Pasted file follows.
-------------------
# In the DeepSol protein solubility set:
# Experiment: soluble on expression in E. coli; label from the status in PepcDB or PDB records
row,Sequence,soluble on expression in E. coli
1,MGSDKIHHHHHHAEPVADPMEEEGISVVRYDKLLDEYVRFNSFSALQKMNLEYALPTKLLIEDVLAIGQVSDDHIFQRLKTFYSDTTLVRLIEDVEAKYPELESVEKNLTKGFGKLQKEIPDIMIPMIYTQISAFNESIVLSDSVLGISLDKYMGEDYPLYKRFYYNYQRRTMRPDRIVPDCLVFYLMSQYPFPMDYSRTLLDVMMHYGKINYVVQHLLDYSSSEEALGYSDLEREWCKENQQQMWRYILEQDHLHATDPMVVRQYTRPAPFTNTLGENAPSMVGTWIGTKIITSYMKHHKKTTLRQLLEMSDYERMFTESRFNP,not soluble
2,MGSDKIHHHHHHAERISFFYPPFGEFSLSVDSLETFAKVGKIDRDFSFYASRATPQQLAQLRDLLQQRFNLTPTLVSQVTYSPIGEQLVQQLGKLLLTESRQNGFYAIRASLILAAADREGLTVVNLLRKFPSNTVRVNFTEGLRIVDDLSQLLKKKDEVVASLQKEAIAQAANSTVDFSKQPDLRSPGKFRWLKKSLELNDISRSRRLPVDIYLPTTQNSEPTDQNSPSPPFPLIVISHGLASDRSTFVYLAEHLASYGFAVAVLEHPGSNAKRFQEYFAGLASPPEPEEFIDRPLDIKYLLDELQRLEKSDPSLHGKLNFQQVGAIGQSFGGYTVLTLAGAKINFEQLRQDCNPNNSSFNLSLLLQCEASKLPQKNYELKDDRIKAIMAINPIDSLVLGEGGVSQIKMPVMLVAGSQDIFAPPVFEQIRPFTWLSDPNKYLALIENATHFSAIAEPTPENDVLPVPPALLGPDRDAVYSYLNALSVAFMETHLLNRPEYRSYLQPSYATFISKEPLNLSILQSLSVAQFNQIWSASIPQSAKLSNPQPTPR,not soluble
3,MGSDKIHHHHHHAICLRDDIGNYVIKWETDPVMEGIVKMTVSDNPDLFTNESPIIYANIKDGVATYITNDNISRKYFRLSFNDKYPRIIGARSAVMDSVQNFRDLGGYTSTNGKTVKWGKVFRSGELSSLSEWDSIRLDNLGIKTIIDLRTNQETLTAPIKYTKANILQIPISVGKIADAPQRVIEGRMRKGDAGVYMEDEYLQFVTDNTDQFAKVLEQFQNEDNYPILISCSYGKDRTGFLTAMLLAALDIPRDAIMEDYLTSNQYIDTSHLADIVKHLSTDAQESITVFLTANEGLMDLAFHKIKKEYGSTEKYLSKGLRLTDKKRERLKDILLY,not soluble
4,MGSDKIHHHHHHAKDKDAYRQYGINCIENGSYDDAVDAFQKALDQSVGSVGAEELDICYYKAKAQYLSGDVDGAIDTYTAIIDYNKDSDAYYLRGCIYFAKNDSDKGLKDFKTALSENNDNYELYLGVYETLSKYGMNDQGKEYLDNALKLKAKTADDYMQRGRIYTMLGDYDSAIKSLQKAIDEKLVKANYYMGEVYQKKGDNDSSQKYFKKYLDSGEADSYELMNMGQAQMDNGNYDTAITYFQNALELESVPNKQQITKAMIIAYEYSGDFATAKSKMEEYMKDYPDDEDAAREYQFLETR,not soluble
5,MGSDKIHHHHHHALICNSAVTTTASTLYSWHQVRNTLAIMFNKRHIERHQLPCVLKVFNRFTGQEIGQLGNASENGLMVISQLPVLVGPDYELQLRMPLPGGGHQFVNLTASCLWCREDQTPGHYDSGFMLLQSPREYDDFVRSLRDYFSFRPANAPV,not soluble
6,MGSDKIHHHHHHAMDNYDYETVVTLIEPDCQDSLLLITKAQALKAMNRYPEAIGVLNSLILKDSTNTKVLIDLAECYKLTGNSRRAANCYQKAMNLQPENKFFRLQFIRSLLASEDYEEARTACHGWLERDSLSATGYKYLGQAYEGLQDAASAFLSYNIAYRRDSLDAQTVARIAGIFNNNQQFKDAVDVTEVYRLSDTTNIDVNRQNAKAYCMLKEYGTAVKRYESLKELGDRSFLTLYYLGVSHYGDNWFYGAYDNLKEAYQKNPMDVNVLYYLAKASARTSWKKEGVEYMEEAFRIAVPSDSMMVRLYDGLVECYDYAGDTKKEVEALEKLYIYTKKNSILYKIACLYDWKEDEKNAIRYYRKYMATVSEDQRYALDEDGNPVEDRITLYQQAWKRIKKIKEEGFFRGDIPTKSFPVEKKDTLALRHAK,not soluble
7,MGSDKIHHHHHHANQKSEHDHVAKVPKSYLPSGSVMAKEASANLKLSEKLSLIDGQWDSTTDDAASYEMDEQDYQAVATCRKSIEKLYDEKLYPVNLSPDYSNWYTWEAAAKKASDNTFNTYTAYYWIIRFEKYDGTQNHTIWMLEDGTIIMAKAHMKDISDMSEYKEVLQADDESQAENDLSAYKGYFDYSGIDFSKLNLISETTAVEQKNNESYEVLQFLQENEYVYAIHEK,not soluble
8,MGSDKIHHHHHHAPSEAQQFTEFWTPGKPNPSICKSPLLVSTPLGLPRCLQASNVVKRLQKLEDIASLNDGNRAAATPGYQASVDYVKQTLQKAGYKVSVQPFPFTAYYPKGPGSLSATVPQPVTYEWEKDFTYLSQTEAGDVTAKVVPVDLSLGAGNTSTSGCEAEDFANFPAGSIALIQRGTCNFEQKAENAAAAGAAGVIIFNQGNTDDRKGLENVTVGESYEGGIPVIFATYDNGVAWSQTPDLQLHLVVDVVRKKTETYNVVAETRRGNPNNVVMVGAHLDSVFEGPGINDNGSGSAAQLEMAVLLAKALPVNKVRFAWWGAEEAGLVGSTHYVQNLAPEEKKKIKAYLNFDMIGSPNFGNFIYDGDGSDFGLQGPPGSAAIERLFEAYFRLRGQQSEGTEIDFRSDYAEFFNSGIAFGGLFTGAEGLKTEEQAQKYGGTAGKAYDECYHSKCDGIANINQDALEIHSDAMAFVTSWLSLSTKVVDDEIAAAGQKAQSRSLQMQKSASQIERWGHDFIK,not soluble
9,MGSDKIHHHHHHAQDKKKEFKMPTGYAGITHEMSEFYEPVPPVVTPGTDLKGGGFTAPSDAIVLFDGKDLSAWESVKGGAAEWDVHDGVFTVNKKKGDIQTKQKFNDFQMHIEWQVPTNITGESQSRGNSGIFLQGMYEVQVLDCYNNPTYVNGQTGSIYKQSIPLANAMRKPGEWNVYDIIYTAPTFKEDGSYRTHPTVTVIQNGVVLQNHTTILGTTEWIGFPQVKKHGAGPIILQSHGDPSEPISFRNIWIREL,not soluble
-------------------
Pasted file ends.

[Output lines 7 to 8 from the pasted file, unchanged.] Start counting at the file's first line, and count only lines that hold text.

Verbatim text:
4,MGSDKIHHHHHHAKDKDAYRQYGINCIENGSYDDAVDAFQKALDQSVGSVGAEELDICYYKAKAQYLSGDVDGAIDTYTAIIDYNKDSDAYYLRGCIYFAKNDSDKGLKDFKTALSENNDNYELYLGVYETLSKYGMNDQGKEYLDNALKLKAKTADDYMQRGRIYTMLGDYDSAIKSLQKAIDEKLVKANYYMGEVYQKKGDNDSSQKYFKKYLDSGEADSYELMNMGQAQMDNGNYDTAITYFQNALELESVPNKQQITKAMIIAYEYSGDFATAKSKMEEYMKDYPDDEDAAREYQFLETR,not soluble
5,MGSDKIHHHHHHALICNSAVTTTASTLYSWHQVRNTLAIMFNKRHIERHQLPCVLKVFNRFTGQEIGQLGNASENGLMVISQLPVLVGPDYELQLRMPLPGGGHQFVNLTASCLWCREDQTPGHYDSGFMLLQSPREYDDFVRSLRDYFSFRPANAPV,not soluble